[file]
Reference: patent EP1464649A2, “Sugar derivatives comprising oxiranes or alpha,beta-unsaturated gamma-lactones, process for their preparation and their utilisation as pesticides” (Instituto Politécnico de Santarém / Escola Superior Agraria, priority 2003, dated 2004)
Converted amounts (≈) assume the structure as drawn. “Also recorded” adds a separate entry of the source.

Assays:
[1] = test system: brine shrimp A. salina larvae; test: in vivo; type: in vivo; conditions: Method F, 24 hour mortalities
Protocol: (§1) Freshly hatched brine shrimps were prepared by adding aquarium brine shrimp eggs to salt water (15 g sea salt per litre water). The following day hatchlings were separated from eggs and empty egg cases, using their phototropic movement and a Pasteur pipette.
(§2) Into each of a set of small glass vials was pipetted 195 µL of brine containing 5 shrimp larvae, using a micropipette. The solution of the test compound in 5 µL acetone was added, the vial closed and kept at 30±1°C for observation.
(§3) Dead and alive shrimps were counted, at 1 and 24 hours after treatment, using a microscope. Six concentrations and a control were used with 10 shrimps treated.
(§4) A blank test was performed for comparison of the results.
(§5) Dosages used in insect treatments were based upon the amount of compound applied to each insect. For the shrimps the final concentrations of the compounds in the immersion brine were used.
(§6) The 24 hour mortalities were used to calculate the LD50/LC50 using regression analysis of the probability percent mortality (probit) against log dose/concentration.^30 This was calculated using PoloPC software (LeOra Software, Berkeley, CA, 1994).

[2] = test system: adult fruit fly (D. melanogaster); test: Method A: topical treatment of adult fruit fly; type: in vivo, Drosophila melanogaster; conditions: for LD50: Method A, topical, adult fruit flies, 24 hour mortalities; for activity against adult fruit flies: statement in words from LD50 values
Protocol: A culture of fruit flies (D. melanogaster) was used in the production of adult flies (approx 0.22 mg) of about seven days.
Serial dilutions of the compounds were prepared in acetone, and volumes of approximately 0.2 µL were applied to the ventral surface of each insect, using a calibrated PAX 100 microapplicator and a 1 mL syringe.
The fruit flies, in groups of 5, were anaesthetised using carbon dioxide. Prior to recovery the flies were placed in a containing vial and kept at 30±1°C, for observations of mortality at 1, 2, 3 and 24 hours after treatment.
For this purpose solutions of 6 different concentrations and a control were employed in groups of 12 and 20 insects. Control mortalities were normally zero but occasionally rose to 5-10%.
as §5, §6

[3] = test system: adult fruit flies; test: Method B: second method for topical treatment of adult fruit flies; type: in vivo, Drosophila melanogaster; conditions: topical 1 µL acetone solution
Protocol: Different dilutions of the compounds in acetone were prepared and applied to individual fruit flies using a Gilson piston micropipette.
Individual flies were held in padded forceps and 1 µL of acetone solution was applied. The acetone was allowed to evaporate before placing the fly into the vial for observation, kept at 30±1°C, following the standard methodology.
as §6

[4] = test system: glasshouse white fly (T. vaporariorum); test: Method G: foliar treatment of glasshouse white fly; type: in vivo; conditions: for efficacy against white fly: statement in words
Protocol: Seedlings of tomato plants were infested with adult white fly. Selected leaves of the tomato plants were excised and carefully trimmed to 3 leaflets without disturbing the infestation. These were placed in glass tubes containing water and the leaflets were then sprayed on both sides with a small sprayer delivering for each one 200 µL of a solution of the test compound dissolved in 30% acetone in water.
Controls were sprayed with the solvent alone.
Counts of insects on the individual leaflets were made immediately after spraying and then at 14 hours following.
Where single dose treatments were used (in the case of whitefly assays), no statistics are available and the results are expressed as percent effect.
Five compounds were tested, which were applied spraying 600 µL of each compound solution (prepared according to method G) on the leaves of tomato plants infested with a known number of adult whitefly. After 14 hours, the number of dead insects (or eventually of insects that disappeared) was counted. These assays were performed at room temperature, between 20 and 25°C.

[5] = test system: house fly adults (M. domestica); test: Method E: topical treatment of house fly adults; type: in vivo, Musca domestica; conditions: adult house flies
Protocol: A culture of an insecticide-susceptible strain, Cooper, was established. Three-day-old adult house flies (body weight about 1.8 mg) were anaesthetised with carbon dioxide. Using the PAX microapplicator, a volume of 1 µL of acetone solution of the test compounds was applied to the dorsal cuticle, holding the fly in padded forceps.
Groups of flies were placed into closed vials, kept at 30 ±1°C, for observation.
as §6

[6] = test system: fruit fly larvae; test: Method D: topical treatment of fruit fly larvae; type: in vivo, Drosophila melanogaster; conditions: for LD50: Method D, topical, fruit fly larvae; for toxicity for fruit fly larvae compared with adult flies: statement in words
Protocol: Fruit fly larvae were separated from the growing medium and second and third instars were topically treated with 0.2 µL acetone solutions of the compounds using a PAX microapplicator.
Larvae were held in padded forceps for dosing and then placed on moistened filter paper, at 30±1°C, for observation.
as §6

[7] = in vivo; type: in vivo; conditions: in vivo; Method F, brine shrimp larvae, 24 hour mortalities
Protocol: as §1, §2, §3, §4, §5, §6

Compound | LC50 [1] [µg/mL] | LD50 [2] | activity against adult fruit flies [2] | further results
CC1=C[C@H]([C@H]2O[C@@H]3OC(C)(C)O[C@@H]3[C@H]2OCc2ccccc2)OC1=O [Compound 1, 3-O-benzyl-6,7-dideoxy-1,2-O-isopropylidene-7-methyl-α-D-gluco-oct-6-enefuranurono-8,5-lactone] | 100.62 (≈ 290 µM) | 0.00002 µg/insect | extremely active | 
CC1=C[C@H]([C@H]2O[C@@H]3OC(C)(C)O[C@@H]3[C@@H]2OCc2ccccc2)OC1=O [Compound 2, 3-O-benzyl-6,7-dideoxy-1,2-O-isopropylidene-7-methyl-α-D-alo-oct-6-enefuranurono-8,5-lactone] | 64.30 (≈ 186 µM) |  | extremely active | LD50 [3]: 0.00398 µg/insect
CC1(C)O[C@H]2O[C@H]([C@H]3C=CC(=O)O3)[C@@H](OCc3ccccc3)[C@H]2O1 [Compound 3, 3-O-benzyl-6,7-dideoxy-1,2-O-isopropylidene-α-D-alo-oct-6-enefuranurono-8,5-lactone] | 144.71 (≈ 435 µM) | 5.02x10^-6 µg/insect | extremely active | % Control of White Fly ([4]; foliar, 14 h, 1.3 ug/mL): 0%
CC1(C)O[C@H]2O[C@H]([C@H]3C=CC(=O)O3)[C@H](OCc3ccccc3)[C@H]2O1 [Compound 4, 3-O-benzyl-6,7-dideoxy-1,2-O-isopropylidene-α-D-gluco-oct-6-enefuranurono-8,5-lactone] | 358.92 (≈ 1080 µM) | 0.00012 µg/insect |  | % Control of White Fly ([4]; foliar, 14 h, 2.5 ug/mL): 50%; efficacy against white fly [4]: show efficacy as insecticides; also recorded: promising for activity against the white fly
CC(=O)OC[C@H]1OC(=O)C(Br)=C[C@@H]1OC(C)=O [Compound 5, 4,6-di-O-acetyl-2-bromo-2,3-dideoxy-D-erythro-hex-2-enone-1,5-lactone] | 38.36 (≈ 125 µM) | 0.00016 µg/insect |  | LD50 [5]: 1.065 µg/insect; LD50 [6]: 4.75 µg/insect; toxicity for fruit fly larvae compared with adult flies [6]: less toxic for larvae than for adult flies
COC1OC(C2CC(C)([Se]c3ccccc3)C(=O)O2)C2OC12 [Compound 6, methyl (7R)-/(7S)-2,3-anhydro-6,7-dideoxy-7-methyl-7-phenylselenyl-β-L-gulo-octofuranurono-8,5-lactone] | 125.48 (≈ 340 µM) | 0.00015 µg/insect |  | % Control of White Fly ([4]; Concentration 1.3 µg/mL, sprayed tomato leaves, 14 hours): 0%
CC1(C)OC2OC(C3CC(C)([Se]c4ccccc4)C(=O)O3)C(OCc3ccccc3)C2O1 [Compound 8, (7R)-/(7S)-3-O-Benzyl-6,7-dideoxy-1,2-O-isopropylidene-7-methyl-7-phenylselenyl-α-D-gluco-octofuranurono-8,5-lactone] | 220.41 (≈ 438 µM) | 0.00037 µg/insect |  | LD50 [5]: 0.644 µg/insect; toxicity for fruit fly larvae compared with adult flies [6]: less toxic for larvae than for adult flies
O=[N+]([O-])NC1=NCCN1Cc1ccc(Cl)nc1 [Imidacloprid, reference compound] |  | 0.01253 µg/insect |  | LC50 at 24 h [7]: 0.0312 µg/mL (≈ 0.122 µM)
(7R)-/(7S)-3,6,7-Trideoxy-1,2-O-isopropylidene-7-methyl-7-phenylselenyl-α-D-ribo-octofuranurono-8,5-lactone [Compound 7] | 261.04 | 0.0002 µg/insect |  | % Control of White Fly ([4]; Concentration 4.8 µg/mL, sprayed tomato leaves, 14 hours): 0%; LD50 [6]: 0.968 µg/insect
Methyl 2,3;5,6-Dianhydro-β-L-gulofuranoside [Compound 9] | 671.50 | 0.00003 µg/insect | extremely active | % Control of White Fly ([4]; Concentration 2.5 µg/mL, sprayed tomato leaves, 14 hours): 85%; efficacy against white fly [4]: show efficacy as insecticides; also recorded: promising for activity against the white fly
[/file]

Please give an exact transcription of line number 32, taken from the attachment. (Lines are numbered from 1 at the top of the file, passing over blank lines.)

Protocol: Fruit fly larvae were separated from the growing medium and second and third instars were topically treated with 0.2 µL acetone solutions of the compounds using a PAX microapplicator.